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A special meeting of the Mount Ayr city Council was held Wednesday, October 12 in the assembly room at the Ringgold County Courthouse to discuss efforts currently underway to build a new outdoor swimming pool at Judge Lewis Park and to create a multipurpose educational/recreational facility currently known as the Ringgold Center.
Mount Ayr city superintendent Brent Wise opened the discussion by providing some history to the current swimming pool.
“I’m sure most of us know that our pool was built in 1962,” Wise said, “and it’s had a lot of troubles over the years… In 2012 our pool was closed due to some malfunctions, and since 2013 the city has invested, with some partners, $185,597.76. Out of that, $124,499.18 has been invested in either engineering, studies, surveys, that sort of stuff.”
Wise stated in 2021 the city entered into an agreement with JEO, an engineering firm, to present several concepts and cost estimates for a new outdoor pool. Wise then handed out a drawing of the latest concept for a roughly 4,000 square-foot pool, which is smaller than the current 4,500 square-foot pool and 400 square-foot baby pool.
“One of the reasons we shrunk the sizes due to funding,” Wise said. “We felt like we needed to get closer to a $3 million pool. That’s why this project has been shrunk. This pool does not have any features in it. It’s plain Jane.” Wise added features, such as slides, sprays, climbing walls, etc., could be included via separate fundraising efforts.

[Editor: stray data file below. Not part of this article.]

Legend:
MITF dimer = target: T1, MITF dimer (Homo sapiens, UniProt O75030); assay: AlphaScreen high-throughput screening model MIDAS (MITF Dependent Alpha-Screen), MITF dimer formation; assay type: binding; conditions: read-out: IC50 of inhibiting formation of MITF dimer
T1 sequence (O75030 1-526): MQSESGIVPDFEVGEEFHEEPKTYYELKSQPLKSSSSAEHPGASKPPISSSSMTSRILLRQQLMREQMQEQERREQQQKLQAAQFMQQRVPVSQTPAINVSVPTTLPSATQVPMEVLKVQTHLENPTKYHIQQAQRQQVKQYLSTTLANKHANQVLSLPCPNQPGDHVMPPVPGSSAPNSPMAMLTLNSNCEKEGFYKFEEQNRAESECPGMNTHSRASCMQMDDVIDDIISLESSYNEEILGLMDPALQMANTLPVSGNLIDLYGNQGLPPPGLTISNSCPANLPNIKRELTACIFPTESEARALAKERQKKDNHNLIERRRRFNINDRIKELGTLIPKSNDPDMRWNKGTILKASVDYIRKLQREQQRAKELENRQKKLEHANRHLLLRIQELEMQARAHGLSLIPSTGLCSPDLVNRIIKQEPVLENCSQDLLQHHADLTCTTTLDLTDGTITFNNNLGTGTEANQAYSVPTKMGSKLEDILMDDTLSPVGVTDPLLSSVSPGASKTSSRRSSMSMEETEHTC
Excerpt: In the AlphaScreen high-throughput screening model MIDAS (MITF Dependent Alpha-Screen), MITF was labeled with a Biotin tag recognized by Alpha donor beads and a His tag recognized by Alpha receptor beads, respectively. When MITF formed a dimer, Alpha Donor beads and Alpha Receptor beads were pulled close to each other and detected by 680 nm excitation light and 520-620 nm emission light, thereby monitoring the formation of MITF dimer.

The Mount Ayr city Council has voted in favor of moving forward with a referendum in March that could provide up to $2 million in funding for a “public pool,” without specifying whether it’s an indoor or outdoor pool. Revenue from the Local Option Sales Tax could also be available if the tax were renewed prior to its sunset in 2027.
Wise also addressed the condition of the current pool.
“Last year we lost an average of about 30,000 gallons a day,” he said. “We have torn up the deck to look at some, I would say, obvious situations that we can repair. We found some that might be more significant than what we want to deal with… The goal was to try to make it where it would still be viable for the next season or two.”
If the March referendum passes and other funding falls into place, Wise estimated a new outdoor pool could open in 2025.
Ringgold County Economic Development director Jodie Geist served as spokesperson for the group investigating the viability of a Ringgold Center. She opened her presentation by showing a news report from KCCI about a community facility in Woodbine that features an indoor pool, walking track, gymnasium space, fitness equipment, and meeting areas.
“The one thing I hear when I go to meetings across the state is community facilities like what we’re working towards our catalyst for economic development in communities,” she said. “And you couple that with the health and wellness push in the world right now, what a unique opportunity and what a great opportunity for the residents of Ringgold County.”
Geist handed out a flyer that summarized the vision for a Ringgold Center.
“Conversations about a community facility started over a year ago,” she said, “so we just have an overview of our project. There are a lot of questions we can’t answer. People are asking what’s going to be in it specifically, and we can’t because we are still fact-finding and getting to that stage. We’ve hired an architect and general contractor, and they will be in town at the end of the month to start conversations on that process.”